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'Grave concern' over separate SSW fatalities

Sibanye-Stillwater CEO Neal Froneman said the increase in fatalities was “of grave concern” as the miner reported four deaths from two separate incidents in South Africa on Friday.
'Grave concern' over separate SSW fatalities 'Grave concern' over separate SSW fatalities 'Grave concern' over separate SSW fatalities 'Grave concern' over separate SSW fatalities 'Grave concern' over separate SSW fatalities

Sibanye-Stillwater’s Beatrix gold operations in South Africa

Ngaire McDiarmid


An employee at the Khuseleka shaft, at the Rustenburg PGM operations, passed away about 2.30am due to a fall of ground incident.

Hours later, three colleagues at Beatrix's 3 Shaft died after a trackless mobile machinery incident at 10am, the company said.

It also confirmed a fatality earlier last week at the Beatrix gold mine due to a blasting incident.

Sibanye-Stillwater said the company had seen a perplexing, notable increase in fatalities with 18 lives lost so far in 2021.

"We are appalled by the loss of our employees' lives at our mines over the past year," Froneman said.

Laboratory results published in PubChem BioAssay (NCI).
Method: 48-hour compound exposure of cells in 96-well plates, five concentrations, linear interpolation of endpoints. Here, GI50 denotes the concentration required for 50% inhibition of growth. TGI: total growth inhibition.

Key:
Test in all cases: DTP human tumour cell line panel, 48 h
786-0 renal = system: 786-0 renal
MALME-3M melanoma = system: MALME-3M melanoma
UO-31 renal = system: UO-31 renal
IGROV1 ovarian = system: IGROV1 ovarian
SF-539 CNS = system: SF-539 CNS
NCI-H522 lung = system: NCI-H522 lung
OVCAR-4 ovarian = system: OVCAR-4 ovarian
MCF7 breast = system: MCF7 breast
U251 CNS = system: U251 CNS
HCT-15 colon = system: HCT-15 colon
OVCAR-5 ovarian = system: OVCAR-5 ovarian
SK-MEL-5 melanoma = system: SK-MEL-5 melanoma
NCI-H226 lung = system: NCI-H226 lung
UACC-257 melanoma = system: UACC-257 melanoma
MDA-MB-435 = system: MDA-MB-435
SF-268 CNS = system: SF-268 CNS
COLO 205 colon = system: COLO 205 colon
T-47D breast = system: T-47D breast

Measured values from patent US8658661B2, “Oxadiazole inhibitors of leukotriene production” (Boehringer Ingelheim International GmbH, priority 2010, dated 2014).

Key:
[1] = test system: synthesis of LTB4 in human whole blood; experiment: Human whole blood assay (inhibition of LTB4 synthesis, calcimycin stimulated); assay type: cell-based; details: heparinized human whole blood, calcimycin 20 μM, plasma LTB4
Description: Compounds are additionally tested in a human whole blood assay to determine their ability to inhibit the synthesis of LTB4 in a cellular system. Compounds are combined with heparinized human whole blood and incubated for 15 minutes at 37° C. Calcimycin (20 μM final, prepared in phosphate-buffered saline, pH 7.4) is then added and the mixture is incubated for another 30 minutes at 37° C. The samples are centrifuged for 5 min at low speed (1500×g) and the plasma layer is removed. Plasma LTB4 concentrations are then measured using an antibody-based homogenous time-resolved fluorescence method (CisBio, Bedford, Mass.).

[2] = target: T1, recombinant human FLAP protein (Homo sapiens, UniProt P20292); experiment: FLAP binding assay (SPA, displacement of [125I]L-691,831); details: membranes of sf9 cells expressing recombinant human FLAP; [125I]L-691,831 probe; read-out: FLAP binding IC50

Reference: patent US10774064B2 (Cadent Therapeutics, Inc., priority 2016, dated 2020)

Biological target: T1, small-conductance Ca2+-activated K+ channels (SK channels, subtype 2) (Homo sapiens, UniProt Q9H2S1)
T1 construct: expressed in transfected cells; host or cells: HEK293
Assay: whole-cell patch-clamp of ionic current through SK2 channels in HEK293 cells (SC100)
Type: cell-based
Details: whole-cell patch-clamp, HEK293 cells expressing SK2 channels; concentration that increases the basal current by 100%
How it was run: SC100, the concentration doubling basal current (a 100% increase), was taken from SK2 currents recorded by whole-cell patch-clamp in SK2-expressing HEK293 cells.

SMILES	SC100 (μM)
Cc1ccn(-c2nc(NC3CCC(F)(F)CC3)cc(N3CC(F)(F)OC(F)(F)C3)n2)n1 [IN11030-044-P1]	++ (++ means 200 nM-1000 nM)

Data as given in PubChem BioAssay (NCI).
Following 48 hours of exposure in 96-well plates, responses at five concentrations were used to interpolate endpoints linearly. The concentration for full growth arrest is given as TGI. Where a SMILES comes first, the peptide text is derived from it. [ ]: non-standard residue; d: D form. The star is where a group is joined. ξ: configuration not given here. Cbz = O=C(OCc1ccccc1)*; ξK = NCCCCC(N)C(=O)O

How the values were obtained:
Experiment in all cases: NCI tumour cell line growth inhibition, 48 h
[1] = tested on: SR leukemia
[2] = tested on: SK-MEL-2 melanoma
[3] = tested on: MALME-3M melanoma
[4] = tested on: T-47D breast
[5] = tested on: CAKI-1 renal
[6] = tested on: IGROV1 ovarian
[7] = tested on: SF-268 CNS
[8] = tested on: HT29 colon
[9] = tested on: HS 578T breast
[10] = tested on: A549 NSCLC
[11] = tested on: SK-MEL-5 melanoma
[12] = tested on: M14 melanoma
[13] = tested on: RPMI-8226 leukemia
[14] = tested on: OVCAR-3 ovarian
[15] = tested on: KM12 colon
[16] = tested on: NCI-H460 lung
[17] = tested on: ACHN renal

"While we cannot rectify the harm that has occurred, we will continue to support the families as best we can in their grief.

"The safety of employees is our primary concern and we will continue to strive for zero harm in the workplace."

South Africa's mining stakeholders met recently to address the industry's concerning safety regression, with fatalities on the rise since the record low of 51 in 2019.

Impala Platinum reported three fatalities from a mud rush incident at its Rustenburg 6 Shaft early last week. 

CEO should resign: AMCU

The Association of Mineworkers and Construction Union has told local media it wanted Sibanye-Stillwater's Froneman to resign in the wake of the latest deaths.

AMCU head of organisational development Krister Janse Van Rensburg also said the government regulator should be split once again to purely focus on mining, not energy as well.

He said it had been one of the worst periods for mine fatalities.

"And the worst of the worst at the moment is Sibanye-Stillwater, it leads the pack in terms of killing the most workers this year," he told eNCA.

The AMCU and Sibanye-Stillater are also at loggerheads over unresolved wage talks, with strike action looming for the company's gold business after the miner could not reach agreement with four unions which banded together for negotiations.